Ethanol: Ethanol blending has finally taken off after many false starts. Today, the nation has achieved 10 per cent blending and a target has been set for 20 per cent by 2025. Ethanol blending involves reduction in emission at almost no higher cost for consumers (both fuel and vehicles price).

Availability of ethanol is the key and the government has taken steps towards that by even allowing direct conversion of cane juice to ethanol. This has also helped India handle its sugar surplus effectively. Ethanol blending has improved the cash flow of the sugar industry which has also benefited farmers. Ethanol capacity is being ramped up and the government is already pushing for flex-fuel engines (they will cost more than ICE vehicles but less than EVs) that can use much larger proportions of ethanol.

Gas: CNG vehicles are again a low-cost option in driving decarbonisation. They do not cost much higher than ICE vehicles and emit much less GHGs. The government is increasing the availability of CNG and by 2030, 17,000 plus fuel stations are planned from the present 4,500. Compressed bio-gas (CBG) is another focus area. It is generated from farm waste. Plans are afoot to set up decentralized CBG plants that can procure farm waste, convert it to CBG and supply to nearby fuel stations. This too will help the rural economy and cut emissions that burning the waste generates (and thus carbon negative).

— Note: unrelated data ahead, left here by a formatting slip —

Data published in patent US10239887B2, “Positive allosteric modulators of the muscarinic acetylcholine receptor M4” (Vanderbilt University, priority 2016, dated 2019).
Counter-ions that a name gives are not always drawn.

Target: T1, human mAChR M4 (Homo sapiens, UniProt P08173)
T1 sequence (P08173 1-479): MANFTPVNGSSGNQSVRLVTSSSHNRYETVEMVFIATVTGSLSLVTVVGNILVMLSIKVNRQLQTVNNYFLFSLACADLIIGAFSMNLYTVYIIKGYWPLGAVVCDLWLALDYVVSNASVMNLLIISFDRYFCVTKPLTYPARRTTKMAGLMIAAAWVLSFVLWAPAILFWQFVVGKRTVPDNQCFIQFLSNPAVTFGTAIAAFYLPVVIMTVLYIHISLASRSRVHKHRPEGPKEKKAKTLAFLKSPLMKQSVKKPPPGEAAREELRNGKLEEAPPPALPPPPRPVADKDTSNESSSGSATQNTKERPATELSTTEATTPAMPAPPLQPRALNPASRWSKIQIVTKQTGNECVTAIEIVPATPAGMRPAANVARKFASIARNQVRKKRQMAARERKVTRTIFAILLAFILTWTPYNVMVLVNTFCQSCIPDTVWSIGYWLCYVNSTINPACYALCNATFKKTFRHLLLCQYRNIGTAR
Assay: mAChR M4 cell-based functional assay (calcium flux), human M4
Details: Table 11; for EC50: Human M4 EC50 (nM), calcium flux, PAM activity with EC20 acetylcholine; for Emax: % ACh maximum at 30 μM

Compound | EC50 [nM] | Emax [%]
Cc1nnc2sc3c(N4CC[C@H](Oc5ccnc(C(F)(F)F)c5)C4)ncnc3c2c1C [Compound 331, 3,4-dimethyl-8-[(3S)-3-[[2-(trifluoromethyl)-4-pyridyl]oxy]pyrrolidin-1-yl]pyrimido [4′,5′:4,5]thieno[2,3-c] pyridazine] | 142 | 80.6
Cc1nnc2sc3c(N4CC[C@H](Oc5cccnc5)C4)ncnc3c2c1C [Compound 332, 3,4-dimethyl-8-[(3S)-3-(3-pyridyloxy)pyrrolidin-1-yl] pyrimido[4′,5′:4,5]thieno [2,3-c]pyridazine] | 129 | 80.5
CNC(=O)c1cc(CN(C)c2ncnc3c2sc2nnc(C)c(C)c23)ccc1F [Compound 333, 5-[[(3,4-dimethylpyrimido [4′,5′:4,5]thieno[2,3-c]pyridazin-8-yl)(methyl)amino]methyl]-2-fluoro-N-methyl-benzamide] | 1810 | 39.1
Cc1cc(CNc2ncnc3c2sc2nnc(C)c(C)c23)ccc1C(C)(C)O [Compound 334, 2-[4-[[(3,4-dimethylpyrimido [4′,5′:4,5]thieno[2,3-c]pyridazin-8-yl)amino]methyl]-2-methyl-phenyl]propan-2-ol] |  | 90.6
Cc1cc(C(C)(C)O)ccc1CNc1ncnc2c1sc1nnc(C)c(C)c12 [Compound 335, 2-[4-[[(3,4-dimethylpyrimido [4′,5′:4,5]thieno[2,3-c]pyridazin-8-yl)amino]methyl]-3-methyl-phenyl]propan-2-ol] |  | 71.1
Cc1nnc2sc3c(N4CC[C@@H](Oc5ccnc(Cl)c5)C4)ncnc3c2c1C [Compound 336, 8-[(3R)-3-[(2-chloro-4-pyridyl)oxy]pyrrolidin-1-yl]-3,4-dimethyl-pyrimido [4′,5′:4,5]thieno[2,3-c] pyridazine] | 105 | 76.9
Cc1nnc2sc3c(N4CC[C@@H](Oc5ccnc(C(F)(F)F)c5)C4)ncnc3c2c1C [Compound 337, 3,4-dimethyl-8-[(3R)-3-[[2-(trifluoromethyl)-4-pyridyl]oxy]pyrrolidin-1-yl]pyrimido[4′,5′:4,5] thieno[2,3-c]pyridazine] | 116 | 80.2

Hybrids: Hybrid electric vehicles is another path. They cost more than an ICE vehicle but less than an EV and cut emissions by 40 per cent. As they charge and recharge continuously, they obviate the need for charging stations and can be scaled up faster.

Hydrogen: Vehicles powered by hydrogen, experts say, are at least a decade away. They appear to be most promising for India in terms of emission obligation (zero emission) and energy security (zero imports). The government must put all its energy and go on a mission mode to develop the technology and capacity to produce green hydrogen at an affordable cost.

Multiple fuels

Till an ideal technology is developed, multiple fuels will have to drive India’s decarbonization path — EVs (2w/3w/ intra-city public transport); bio-fuel (small cars, trucks and inter-city buses); Hybrid electric vehicle (large passenger vehicles); CNG/CBG (Intra-city buses/small PVs).

That apart, scrapping old vehicles (one 15-year-old truck’s emission equals 14 new ones) and ensuring seamless public transport will go a long way in cutting emission. As V Sumantran, Charles Fine and David Gonsalvez point out in their book Faster, Smarter, Greener – The future of car and urban mobility, the economic cost of air pollution, traffic snarls and grid locks is anywhere between 6-8 per cent of a region’s GDP.

They further argue that emission control is an issue that is much beyond the purview of the auto sector and involves the society, city and community.

Therefore, a conscious effort should be made to educate every Indian that decarbonization is a challenge that can be solved only with multiple technologies and cannot be done without their whole-hearted involvement.

Published on

August 04, 2022